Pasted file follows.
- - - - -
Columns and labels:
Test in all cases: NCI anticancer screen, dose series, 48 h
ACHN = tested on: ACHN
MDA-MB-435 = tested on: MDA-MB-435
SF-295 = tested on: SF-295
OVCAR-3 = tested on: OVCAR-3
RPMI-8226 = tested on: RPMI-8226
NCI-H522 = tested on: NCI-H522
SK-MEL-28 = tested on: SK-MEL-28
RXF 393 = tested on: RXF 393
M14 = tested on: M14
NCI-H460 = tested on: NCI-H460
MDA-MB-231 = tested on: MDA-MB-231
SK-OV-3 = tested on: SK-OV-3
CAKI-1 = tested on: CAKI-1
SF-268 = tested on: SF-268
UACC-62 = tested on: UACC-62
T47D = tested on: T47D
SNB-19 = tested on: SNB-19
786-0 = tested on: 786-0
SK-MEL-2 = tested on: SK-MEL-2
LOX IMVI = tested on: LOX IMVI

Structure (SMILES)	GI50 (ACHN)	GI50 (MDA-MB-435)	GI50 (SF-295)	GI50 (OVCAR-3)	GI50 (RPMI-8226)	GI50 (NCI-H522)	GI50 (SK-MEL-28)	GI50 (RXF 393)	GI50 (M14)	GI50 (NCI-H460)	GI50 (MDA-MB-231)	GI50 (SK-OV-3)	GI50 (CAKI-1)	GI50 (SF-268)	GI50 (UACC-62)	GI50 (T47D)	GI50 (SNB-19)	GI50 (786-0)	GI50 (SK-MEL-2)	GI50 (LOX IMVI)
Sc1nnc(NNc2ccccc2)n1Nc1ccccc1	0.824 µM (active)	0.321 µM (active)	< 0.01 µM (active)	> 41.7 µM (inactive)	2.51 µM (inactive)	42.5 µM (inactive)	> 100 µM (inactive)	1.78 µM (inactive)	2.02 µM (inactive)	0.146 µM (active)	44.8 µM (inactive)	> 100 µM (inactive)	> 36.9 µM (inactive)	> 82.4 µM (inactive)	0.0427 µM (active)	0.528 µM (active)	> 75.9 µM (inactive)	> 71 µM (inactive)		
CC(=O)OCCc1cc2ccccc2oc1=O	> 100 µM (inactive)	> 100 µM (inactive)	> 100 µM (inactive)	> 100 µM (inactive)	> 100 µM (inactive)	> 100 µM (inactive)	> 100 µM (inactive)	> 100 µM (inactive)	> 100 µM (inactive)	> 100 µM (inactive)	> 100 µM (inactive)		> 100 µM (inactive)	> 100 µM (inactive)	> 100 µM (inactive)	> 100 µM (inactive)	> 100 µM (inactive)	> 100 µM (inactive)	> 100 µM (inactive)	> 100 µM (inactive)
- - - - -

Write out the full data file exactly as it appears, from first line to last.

Columns and labels:
Test in all cases: NCI anticancer screen, dose series, 48 h
ACHN = tested on: ACHN
MDA-MB-435 = tested on: MDA-MB-435
SF-295 = tested on: SF-295
OVCAR-3 = tested on: OVCAR-3
RPMI-8226 = tested on: RPMI-8226
NCI-H522 = tested on: NCI-H522
SK-MEL-28 = tested on: SK-MEL-28
RXF 393 = tested on: RXF 393
M14 = tested on: M14
NCI-H460 = tested on: NCI-H460
MDA-MB-231 = tested on: MDA-MB-231
SK-OV-3 = tested on: SK-OV-3
CAKI-1 = tested on: CAKI-1
SF-268 = tested on: SF-268
UACC-62 = tested on: UACC-62
T47D = tested on: T47D
SNB-19 = tested on: SNB-19
786-0 = tested on: 786-0
SK-MEL-2 = tested on: SK-MEL-2
LOX IMVI = tested on: LOX IMVI

Structure (SMILES)	GI50 (ACHN)	GI50 (MDA-MB-435)	GI50 (SF-295)	GI50 (OVCAR-3)	GI50 (RPMI-8226)	GI50 (NCI-H522)	GI50 (SK-MEL-28)	GI50 (RXF 393)	GI50 (M14)	GI50 (NCI-H460)	GI50 (MDA-MB-231)	GI50 (SK-OV-3)	GI50 (CAKI-1)	GI50 (SF-268)	GI50 (UACC-62)	GI50 (T47D)	GI50 (SNB-19)	GI50 (786-0)	GI50 (SK-MEL-2)	GI50 (LOX IMVI)
Sc1nnc(NNc2ccccc2)n1Nc1ccccc1	0.824 µM (active)	0.321 µM (active)	< 0.01 µM (active)	> 41.7 µM (inactive)	2.51 µM (inactive)	42.5 µM (inactive)	> 100 µM (inactive)	1.78 µM (inactive)	2.02 µM (inactive)	0.146 µM (active)	44.8 µM (inactive)	> 100 µM (inactive)	> 36.9 µM (inactive)	> 82.4 µM (inactive)	0.0427 µM (active)	0.528 µM (active)	> 75.9 µM (inactive)	> 71 µM (inactive)		
CC(=O)OCCc1cc2ccccc2oc1=O	> 100 µM (inactive)	> 100 µM (inactive)	> 100 µM (inactive)	> 100 µM (inactive)	> 100 µM (inactive)	> 100 µM (inactive)	> 100 µM (inactive)	> 100 µM (inactive)	> 100 µM (inactive)	> 100 µM (inactive)	> 100 µM (inactive)		> 100 µM (inactive)	> 100 µM (inactive)	> 100 µM (inactive)	> 100 µM (inactive)	> 100 µM (inactive)	> 100 µM (inactive)	> 100 µM (inactive)	> 100 µM (inactive)